by Chaden Hani
The topic of Syrian refugees in Lebanon has been exhausted, and the issue of their return to Syria has been discussed at length behind closed doors and within international circles. In the past few years, Lebanese authorities have pushed towards their return as a part of domestic policy, and at times, sharp rhetoric has been pointed towards the international community – accusing it of conspiring to permanently settle displaced Syrians in Lebanon. Increased anti-refugee sentiments and statements have become a daily facet of life in Lebanon. During the recent popular uprising, two rival protests were held near the EU delegation’s headquarters in Beirut. One was voicing frustration about the economic burden imposed by refugees contributing to Lebanese economic deterioration, while a counter-protest raised slogans rejecting discrimination and racism saying, “Refugees are not our enemies.”
The Syrian displacement issue has taken many political and socio-economic dimensions in Lebanon. The economic burdens caused by the estimated influx of a million and a half individuals have affected access to jobs and resources. The internal political divide about the Syrian refugee question reveals elements of differing foreign policy positions regarding Syria. One political position advanced by Sunni Muslim Prime Minister Hariri – still questioning the legitimacy of President Bashar Al Assad and refusing to enter into direct negotiations with the Syrian regime – reiterates Lebanon’s commitment to upholding international law and humanitarian principles. Another position is put forward by Lebanon’s Foreign Minister Gebran Bassil, a Maronite Christian who dreads upsetting the highly delicate sectarian balance between Muslims and Christian sects in the country. Bassil consents to normalized ties with the Syrian government and supports the immediate “voluntary” return of refugees by promoting local campaigns to hasten deportation under localized agreements not overseen by UNHCR, despite the latter’s call that safety is not yet totally achieved.
The Lebanese are conflicted in their position towards refugees. Recent public frustration about rampant corruption, clientelism and political sectarianism has caused an outburst against the weakest social groups and threatened the lives and futures of Syrians residing in Lebanon. Syrian refugees are largely living under hard conditions that threaten exploitation and restrict access to work, education and healthcare services. Seventy-four percent of Syrians in Lebanon now lack legal residency and risk detention for unlawful presence in the country. They prefer to stay in Lebanon rather than face the consequences of returning home where stories of random arrests, violence, and even killings have been reported.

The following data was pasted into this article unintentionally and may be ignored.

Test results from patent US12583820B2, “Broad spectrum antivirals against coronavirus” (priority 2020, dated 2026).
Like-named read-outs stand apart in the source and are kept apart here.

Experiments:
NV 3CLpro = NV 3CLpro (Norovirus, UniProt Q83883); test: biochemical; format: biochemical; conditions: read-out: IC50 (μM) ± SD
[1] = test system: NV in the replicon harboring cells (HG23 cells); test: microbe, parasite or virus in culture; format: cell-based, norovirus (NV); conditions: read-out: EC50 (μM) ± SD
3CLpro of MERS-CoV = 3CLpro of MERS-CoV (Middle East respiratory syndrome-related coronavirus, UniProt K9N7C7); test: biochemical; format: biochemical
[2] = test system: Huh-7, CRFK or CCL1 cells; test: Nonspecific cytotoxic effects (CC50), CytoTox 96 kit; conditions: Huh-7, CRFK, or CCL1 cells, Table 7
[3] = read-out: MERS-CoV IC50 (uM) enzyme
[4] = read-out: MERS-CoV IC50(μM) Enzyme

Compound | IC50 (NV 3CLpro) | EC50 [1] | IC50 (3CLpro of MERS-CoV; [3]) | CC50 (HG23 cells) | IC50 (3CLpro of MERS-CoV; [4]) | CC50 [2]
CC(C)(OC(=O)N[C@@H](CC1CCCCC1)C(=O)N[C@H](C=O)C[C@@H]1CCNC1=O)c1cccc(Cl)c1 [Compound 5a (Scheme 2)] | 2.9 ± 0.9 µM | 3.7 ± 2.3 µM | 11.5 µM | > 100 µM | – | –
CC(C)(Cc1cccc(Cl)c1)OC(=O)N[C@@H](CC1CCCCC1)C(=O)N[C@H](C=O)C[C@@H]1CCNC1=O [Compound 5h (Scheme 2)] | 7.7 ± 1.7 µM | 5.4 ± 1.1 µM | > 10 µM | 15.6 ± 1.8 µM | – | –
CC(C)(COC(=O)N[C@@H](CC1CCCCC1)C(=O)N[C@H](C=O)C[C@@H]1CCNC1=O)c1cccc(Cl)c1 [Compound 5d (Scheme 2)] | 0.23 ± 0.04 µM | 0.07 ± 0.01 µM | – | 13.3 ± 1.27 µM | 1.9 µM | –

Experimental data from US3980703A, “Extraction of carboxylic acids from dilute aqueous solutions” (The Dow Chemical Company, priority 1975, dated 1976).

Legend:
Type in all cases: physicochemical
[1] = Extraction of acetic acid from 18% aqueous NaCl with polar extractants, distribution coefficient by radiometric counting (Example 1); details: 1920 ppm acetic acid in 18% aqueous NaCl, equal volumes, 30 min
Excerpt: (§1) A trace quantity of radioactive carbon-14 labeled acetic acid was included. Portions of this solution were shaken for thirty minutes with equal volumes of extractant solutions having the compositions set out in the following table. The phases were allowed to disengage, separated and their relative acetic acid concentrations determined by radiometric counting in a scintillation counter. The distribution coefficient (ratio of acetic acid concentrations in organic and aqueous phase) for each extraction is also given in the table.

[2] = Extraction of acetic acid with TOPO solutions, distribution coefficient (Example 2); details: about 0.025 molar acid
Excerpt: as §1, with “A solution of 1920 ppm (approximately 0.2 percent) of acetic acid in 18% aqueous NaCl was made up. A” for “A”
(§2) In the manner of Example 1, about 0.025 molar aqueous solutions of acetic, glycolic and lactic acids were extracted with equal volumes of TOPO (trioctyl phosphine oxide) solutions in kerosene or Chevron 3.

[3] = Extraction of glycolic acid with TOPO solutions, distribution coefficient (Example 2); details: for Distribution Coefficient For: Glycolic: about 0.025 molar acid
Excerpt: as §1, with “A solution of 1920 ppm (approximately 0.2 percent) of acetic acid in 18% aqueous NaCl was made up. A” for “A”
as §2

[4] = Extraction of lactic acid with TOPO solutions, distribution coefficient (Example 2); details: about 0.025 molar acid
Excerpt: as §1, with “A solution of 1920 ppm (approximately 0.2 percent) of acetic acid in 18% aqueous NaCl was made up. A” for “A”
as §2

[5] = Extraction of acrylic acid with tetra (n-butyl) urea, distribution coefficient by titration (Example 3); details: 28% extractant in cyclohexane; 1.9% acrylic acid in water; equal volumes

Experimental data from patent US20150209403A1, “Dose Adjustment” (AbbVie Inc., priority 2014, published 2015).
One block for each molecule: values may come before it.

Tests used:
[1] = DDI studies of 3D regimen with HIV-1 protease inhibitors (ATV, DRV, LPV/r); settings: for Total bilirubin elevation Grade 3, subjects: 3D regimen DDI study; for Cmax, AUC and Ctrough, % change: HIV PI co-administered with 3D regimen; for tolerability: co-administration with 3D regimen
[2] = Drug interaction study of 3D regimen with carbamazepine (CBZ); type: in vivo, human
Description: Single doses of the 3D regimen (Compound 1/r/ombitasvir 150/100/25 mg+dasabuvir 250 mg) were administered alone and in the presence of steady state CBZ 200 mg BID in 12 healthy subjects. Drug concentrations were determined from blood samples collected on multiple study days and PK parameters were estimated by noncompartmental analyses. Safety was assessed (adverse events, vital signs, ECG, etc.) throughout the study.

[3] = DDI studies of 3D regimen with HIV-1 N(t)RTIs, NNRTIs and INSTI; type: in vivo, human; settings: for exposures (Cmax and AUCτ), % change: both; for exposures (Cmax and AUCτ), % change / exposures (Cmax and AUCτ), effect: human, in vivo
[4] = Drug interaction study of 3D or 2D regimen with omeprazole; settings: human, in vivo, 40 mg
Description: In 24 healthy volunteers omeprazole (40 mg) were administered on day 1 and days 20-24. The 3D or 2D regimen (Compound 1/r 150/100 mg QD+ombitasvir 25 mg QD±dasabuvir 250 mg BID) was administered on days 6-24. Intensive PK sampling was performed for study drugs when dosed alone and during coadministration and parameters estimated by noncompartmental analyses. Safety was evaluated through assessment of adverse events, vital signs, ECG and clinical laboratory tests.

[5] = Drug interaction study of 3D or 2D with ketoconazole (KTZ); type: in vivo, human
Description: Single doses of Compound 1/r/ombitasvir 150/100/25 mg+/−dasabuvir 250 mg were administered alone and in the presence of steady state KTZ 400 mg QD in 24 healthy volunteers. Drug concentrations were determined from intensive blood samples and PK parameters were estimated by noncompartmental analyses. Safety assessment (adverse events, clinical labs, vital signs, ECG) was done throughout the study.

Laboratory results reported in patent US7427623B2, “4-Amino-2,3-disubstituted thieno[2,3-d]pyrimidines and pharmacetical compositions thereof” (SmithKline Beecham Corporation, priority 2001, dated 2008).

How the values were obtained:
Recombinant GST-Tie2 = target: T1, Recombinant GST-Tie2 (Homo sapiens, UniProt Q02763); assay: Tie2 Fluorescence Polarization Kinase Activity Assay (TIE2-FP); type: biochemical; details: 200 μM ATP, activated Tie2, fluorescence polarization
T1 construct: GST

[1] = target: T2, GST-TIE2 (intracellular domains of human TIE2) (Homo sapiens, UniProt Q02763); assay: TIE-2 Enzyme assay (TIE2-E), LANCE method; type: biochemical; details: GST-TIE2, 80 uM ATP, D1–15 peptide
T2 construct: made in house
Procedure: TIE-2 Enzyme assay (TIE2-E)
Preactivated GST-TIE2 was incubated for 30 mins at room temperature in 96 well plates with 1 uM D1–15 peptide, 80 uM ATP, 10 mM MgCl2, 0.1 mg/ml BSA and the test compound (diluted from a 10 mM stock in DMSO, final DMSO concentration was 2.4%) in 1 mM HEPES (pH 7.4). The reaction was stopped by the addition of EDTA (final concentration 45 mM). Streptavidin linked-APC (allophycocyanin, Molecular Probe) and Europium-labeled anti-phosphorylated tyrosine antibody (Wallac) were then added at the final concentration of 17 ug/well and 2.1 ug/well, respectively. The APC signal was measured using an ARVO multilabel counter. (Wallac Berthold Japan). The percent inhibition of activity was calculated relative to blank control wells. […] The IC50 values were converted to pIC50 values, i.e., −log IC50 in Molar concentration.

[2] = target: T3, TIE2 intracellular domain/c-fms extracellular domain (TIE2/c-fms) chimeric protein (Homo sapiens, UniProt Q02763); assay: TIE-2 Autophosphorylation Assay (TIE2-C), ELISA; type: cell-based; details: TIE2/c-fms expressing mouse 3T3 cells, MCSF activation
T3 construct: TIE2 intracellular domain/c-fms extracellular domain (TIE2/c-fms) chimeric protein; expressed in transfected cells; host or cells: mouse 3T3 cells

The recent uprising in Lebanon has been about citizens demanding a life of dignity. Is it fair to demand dignity for ourselves and deny it for others? Are we as Lebanese giving in to hostile feelings towards displaced Syrians due to socio-economic reasons, conflicting cultures or residual feelings of war memories?
This reflection addresses our own ambivalent attitude towards the issue of the return of Syrian refugees. The Lebanese find themselves torn between feelings and convictions: the stay of Syrian refugees is inflicting hardship on our country, yet on the other hand, it is recognized that God Has entrusted the church in Lebanon to treat refugees with dignity and compassion.
It is only human to feel the need to alienate ourselves from what we believe to be a threat to our welfare and future. Fear can easily overcome our emotions, throw us into despair and lead us to push others, even those in great need, away. But Jesus rejects this way of living. Theologian Miroslov Volf describes the open arms of Jesus on the cross as a movement out of oneself and an unconditional invitation for the other; on the cross, Christ suffers humanity’s violence in order to embrace it. If we are to accept God’s calling, we should denounce our short-sighted fears and put the humanitarian rights of displaced Syrians over our own conveniences. Volf says the movement of the self to the other and back has no end. Without such complementary and continual dynamics, we are unable to re-adjust and grow in our knowledge of God.
The self-giving love manifested on the cross is at the core of the Christian faith, and it demands that we live our lives in a radical way. The local church in Lebanon has responded with compassion to the displaced Syrians since the beginning of the crisis in 2011. Kindness was shown through charitable services providing healthcare, education and food assistance, and this ministry of compassion has transformed the church into a demonstration of the values of God’s Kingdom. Unfortunately, humanitarian concern is not found among all; there are still many Lebanese who are hateful to refugees, and we see this feeling expressed publicly. Doing good is essential to a life of faith, but this world needs to hear truth spoken. Is the church present enough in the public dialogue tents now found all over Lebanon, talking about Kingdom values and ethics that should be practiced towards refugees? Whatever the political outcome might be, our position should not be driven by fear but should be motivated by love.
 Miroslov Volf, Exclusion and embrace (Nashville: Abingdon Press, 1996), 35.